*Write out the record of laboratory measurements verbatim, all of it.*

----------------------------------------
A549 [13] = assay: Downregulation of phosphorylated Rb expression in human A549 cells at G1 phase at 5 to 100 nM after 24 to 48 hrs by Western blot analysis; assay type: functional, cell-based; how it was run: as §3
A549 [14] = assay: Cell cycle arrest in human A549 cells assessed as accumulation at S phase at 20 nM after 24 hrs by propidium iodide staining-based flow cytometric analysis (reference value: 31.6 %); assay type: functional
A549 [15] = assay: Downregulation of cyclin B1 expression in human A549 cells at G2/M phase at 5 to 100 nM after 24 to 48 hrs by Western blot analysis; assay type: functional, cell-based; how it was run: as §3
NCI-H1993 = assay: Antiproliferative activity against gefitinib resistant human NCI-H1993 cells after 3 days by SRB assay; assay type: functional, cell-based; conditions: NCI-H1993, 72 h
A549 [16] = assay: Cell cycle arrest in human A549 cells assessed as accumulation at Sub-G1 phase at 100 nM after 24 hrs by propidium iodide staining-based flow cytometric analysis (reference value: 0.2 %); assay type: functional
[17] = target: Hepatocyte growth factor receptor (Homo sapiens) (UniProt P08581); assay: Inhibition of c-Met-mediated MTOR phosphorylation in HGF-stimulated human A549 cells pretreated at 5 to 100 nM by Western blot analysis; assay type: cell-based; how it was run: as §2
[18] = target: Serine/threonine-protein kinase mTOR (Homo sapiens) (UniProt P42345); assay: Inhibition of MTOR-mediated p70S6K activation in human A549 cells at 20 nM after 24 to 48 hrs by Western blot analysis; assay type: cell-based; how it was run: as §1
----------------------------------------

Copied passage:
A549 [13] = assay: Downregulation of phosphorylated Rb expression in human A549 cells at G1 phase at 5 to 100 nM after 24 to 48 hrs by Western blot analysis; assay type: functional, cell-based; how it was run: as §3
A549 [14] = assay: Cell cycle arrest in human A549 cells assessed as accumulation at S phase at 20 nM after 24 hrs by propidium iodide staining-based flow cytometric analysis (reference value: 31.6 %); assay type: functional
A549 [15] = assay: Downregulation of cyclin B1 expression in human A549 cells at G2/M phase at 5 to 100 nM after 24 to 48 hrs by Western blot analysis; assay type: functional, cell-based; how it was run: as §3
NCI-H1993 = assay: Antiproliferative activity against gefitinib resistant human NCI-H1993 cells after 3 days by SRB assay; assay type: functional, cell-based; conditions: NCI-H1993, 72 h
A549 [16] = assay: Cell cycle arrest in human A549 cells assessed as accumulation at Sub-G1 phase at 100 nM after 24 hrs by propidium iodide staining-based flow cytometric analysis (reference value: 0.2 %); assay type: functional
[17] = target: Hepatocyte growth factor receptor (Homo sapiens) (UniProt P08581); assay: Inhibition of c-Met-mediated MTOR phosphorylation in HGF-stimulated human A549 cells pretreated at 5 to 100 nM by Western blot analysis; assay type: cell-based; how it was run: as §2
[18] = target: Serine/threonine-protein kinase mTOR (Homo sapiens) (UniProt P42345); assay: Inhibition of MTOR-mediated p70S6K activation in human A549 cells at 20 nM after 24 to 48 hrs by Western blot analysis; assay type: cell-based; how it was run: as §1